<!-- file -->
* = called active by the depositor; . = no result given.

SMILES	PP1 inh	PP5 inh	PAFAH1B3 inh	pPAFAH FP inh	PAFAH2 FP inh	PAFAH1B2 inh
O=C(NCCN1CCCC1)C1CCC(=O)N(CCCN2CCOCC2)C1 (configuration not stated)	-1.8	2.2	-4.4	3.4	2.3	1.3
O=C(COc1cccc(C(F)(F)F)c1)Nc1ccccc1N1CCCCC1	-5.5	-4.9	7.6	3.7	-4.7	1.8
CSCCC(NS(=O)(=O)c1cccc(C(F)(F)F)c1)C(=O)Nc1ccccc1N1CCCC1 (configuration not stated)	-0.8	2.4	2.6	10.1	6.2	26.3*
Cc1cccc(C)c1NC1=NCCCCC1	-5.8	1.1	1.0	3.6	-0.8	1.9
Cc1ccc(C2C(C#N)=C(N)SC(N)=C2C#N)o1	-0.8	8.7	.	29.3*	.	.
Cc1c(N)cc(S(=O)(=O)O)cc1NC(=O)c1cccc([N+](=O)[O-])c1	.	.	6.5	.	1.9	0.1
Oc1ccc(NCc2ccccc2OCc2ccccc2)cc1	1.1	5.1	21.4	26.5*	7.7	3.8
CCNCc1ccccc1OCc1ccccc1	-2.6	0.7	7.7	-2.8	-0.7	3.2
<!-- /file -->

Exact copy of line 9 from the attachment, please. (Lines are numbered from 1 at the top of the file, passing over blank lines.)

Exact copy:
Oc1ccc(NCc2ccccc2OCc2ccccc2)cc1	1.1	5.1	21.4	26.5*	7.7	3.8